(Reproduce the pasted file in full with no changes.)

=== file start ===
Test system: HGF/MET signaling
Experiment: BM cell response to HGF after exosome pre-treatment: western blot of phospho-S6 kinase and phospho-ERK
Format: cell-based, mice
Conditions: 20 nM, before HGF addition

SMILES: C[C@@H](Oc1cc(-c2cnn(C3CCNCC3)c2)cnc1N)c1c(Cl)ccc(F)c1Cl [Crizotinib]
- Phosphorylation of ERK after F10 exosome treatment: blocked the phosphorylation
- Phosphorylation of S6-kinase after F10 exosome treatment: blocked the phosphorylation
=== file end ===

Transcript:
Test system: HGF/MET signaling
Experiment: BM cell response to HGF after exosome pre-treatment: western blot of phospho-S6 kinase and phospho-ERK
Format: cell-based, mice
Conditions: 20 nM, before HGF addition

SMILES: C[C@@H](Oc1cc(-c2cnn(C3CCNCC3)c2)cnc1N)c1c(Cl)ccc(F)c1Cl [Crizotinib]
- Phosphorylation of ERK after F10 exosome treatment: blocked the phosphorylation
- Phosphorylation of S6-kinase after F10 exosome treatment: blocked the phosphorylation